Computer Science 3220 / Electrical and Computer Engineering 3220 - Section 1
Introduction to Operating Systems
This file can be found in http://www.cs.clemson.edu/~mark/3220.html
Detailed study of management techniques for the control of computer
hardware resources. Topics include interrupt systems, primitive level
characteristics of hardware and the management of memory, processor,
devices, and data.
- hardware support of operating systems
- synchronization of concurrent threads
- scheduling of threads
- allocation of physical and virtual memory
- storage of data in files
Students who successfully complete this course should be able to:
- Explain the objectives and functions of a modern operating system.
- Contrast kernel and user mode in an operating system.
- Explain the actions of hardware in response to an interrupt.
- Describe the difference between processes and threads.
- Demonstrate the potential run-time problems arising from the
concurrent operation of many separate threads.
- Use a synchronization technique to control concurrency among
- List the four necessary conditions for deadlock to occur.
- Compare and contrast the common algorithms used for both preemptive
and non-preemptive scheduling of threads.
- Describe the data structures needed to support thread management
and thread scheduling.
- Explain the need for dynamic priority adjustments in thread scheduling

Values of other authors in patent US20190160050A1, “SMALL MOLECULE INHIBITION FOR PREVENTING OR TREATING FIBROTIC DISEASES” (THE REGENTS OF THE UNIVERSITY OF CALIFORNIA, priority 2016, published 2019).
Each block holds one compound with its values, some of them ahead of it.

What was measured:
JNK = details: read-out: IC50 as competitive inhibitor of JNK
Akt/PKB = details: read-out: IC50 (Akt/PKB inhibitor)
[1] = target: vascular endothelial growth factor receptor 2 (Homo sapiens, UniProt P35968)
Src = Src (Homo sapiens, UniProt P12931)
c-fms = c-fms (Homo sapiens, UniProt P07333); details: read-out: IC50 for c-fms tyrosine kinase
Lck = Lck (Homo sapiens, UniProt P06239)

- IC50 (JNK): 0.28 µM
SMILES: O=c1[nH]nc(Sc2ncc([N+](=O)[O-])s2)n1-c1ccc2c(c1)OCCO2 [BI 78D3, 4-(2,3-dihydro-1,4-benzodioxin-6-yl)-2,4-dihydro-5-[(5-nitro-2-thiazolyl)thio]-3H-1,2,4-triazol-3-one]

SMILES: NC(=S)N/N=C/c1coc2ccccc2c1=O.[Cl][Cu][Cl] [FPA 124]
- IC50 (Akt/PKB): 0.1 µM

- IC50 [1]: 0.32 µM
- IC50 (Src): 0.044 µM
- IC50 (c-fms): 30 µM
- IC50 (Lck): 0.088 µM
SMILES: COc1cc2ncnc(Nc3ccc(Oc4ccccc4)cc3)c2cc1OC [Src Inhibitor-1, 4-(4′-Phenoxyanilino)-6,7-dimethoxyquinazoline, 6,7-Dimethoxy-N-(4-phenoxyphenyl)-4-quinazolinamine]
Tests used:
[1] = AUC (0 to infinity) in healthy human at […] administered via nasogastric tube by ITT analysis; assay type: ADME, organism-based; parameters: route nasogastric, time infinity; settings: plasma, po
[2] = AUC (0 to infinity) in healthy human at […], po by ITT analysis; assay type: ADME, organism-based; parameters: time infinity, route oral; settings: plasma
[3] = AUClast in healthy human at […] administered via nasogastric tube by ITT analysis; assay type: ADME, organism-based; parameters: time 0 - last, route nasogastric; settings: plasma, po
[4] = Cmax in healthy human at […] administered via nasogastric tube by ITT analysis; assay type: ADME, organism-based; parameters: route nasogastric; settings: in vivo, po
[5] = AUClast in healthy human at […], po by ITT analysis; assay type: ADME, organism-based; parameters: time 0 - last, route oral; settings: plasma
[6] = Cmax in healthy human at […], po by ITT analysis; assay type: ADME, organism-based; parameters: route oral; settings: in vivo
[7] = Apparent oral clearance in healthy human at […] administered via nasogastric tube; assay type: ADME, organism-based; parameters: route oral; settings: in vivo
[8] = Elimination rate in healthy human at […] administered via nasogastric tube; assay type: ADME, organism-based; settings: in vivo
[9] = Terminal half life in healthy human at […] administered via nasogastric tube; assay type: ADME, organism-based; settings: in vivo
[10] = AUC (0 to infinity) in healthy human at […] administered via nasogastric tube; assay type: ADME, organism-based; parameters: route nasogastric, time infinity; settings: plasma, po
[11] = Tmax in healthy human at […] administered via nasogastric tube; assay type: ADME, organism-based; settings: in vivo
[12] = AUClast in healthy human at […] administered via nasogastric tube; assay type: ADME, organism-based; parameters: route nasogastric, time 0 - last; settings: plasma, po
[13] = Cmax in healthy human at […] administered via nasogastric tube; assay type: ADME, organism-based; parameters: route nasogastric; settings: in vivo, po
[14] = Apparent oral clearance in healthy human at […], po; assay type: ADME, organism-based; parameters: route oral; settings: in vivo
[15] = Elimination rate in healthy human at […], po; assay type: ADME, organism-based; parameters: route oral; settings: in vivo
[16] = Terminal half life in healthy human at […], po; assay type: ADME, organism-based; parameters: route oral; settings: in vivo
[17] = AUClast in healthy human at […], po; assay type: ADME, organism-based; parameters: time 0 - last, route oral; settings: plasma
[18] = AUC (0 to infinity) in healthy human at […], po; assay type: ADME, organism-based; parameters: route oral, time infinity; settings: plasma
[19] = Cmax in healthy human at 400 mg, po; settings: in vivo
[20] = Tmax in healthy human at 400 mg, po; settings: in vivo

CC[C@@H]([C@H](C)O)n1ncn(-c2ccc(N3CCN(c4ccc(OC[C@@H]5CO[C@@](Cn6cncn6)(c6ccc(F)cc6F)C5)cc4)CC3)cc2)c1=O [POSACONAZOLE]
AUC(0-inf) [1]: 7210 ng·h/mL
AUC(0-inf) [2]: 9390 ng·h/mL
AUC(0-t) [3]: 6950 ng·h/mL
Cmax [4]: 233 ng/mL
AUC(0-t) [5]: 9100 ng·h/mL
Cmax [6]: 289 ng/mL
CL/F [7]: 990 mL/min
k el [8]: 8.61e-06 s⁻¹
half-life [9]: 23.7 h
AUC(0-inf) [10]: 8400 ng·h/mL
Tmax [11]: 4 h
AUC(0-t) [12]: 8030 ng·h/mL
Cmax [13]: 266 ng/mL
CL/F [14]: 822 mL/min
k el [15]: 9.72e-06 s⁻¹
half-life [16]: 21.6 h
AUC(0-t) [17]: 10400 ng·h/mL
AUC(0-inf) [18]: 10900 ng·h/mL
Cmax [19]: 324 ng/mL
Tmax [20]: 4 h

(e.g., priority aging and priority inheritance).
- Implement a policy for variable-length memory allocation.
- Describe how a virtual memory address is mapped into a physical memory
address in a computer system with paged virtual memory.
- Describe how files are stored in secondary storage.
- Explain how an access control list protects files.
Prerequisites: CPSC 2120 and CPSC 2310 with a C or better;
or ECE 2230 and ECE 2720 with a C or better.
Meetings: 11:30-1:00 M-F in Edwards Hall 304.
Mark Smotherman, 108 McAdams Hall, email@example.com, 656-5878
Office Hours: 2:30-3:30 MTWR; also email
since I'm usually available at other times
Thomas Anderson and Michael Dahlin, Operating Systems: Principles & Practice,
2nd edition, Recursive Books, 2014.
companion web site
- 14% - preparation for and participation in class/group discussions
- 20% - best 20 of 21 quizzes @ 1%
- 16% - 4 papers/programs @ 4%
- 37.5% - 3 in-class exams @ 12.5%
- 12.5% - final exam
- The course will be structured with daily work, projects, and exams.
For class days other than those with in-class exams, the daily work will
require you to:
- Complete readings and prepare written answers for the pre-class
questions. In various ways you will called upon in class to
demonstrate the thoroughness and accuracy of your preparation,
and your level of preparation will become part of your
- Examine, refine, and possibly correct these answers during in-class
and/or group discussions, as well as answer additional questions.
Your participation in the discussions and your ability to help
others discover and refine answers will become part of your
preparation/participation score. Note that an unexcused absence will
count off 2/3rds of a point in your semester average.
- Complete an in-class or after-class written or electronic quiz based
on your pre-class preparation and the in-class discussion. These
quizzes will typically be closed-book/closed-note, but in some cases
they may be given as open-book/open-note.